Lovely greetings from Europe.

  3. Hi Lothar,

    Thank you for taking the time to comment. Am really surprised to hear from a progressive creationist as most of them think that YEC’s are against “mainstream” science. On the contrary, I am very much for science and am agnostic to the elements that can’t be observable, repeatable or testable.

    What was the key factor that made you slant towards PC? My reasoning can be seen here: http://bit.ly/1aoeHop and the reason why am very passionate about being a Creationist is due to me having “almost” lost my faith 3 years ago. That was the breaking and turning point for me. I understand that many Christians are not in favour of the YEC model but well, one can always agree to disagree.

    Do drop me an email anytime @ ruby.faraday@gmail.com

    • Hello Ruby thanks for your answer :=)

      Ofter we can agree to disagree and I’d be glad to interact with you in the future.

      I’ve just given a strong argument against materialism on my blog and I would be glad to read your comments there 🙂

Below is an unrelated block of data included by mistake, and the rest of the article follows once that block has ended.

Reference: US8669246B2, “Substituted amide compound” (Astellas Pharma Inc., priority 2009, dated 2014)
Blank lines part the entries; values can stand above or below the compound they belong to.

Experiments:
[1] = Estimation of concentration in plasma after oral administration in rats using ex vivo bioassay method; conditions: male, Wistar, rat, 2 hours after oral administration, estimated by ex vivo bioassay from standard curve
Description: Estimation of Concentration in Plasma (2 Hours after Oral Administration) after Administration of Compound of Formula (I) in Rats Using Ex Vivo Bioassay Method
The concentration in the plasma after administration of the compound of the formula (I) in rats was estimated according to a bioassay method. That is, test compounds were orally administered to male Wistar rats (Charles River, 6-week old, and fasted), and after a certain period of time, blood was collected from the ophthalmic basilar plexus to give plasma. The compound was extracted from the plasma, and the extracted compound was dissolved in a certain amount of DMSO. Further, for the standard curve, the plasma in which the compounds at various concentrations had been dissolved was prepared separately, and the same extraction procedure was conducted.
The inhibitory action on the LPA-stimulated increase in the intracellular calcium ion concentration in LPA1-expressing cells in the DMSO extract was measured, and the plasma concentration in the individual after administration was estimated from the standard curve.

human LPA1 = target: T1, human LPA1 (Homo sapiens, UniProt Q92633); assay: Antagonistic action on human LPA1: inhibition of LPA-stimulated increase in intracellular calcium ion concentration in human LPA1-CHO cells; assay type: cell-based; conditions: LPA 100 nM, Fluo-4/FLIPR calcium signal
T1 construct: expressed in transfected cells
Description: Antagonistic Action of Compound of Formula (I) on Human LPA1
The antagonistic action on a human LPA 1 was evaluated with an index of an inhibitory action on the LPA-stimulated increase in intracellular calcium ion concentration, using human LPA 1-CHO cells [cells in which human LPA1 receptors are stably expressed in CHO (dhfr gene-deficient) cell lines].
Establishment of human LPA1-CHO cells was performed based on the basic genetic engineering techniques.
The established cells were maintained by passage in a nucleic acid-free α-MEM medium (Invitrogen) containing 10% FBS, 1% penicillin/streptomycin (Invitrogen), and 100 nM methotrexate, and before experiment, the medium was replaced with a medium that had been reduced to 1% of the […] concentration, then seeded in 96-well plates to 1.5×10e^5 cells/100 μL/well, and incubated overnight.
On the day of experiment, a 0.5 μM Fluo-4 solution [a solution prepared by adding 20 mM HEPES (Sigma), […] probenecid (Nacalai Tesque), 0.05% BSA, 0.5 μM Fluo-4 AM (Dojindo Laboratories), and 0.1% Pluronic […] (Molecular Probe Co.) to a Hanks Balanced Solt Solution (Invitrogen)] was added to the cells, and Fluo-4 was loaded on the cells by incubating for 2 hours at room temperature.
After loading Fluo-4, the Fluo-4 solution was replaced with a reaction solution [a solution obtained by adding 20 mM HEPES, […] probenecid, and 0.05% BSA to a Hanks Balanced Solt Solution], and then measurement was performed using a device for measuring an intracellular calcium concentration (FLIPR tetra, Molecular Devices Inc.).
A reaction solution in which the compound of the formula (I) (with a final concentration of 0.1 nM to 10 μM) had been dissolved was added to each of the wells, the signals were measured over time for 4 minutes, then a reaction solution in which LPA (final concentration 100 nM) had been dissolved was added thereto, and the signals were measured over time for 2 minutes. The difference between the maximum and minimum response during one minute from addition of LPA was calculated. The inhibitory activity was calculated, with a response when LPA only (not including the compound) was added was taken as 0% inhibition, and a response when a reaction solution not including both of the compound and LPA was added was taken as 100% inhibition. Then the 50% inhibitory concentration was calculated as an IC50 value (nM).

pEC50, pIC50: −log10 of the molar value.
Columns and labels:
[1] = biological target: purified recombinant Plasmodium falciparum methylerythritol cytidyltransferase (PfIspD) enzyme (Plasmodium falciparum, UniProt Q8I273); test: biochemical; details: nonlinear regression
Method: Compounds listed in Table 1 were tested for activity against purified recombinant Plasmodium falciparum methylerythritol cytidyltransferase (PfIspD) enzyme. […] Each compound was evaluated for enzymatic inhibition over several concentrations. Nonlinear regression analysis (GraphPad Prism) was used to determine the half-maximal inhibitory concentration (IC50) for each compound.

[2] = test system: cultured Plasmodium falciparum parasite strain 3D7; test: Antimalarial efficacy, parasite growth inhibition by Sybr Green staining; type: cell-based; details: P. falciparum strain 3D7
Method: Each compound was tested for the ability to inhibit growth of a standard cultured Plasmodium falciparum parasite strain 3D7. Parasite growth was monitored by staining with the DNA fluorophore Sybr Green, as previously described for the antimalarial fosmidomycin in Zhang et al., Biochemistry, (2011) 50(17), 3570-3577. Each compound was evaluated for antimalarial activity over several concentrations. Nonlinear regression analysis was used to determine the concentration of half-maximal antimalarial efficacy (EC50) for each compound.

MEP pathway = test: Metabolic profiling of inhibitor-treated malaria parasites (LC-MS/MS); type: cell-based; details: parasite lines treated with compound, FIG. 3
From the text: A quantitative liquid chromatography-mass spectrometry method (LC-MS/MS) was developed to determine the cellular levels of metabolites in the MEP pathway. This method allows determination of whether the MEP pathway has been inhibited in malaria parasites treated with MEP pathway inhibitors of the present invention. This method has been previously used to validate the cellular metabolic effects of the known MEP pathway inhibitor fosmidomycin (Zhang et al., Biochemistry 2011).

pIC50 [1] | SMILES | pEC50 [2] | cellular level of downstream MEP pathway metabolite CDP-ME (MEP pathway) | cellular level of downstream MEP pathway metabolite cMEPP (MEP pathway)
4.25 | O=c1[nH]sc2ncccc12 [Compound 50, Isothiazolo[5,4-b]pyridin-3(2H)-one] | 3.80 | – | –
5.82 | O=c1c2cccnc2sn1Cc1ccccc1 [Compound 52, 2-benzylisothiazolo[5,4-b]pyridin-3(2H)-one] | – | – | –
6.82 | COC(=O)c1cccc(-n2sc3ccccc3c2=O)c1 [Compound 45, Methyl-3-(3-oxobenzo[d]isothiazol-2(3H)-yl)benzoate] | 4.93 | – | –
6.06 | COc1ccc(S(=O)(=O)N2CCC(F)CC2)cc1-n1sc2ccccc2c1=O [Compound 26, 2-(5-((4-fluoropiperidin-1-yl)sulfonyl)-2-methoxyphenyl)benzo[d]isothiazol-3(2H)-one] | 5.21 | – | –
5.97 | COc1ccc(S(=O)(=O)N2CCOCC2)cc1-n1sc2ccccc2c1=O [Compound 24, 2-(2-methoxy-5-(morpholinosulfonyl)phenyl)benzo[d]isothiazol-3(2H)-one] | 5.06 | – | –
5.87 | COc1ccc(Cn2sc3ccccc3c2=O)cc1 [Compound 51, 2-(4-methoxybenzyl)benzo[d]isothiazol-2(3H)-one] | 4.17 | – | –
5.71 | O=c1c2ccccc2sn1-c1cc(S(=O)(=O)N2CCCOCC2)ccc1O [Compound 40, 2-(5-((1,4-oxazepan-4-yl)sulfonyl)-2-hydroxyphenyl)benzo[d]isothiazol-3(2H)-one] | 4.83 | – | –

I’ll do the same with your blog in the future.

      Lovely greetings from Europe.
      Lothars Sohn – Lothar’s son

    • Ruby- thanks from me too. As I mentioned on your blog post you cite, I must agree with your reasoning, and disagree with lothar here: if doubt is cast on Genesis as a literal history, then doubt is cast on the rest of the Bible too, at least insofar as it’s considered to be the Word of God. Unfortunately, the real world conflicts with Genesis, and in cases of doubt, I’ll take the World over the Word: it delivers.

      cheers from chilly Vienna, zilch

  4. Hi Lothar,

    Truthfully, I have difficulty trying to find a label that fits me well. I am progressive, but that is such a broad concept that it is only partially helpful. I am not really emergent, though I identify with much of their thinking. I am not liberal because emphases are not quite like theirs.

    The most accurate label I can think of is post-evangelical, but that is not totally accurate because I still consider my self to be evangelical–just at the progressive edge.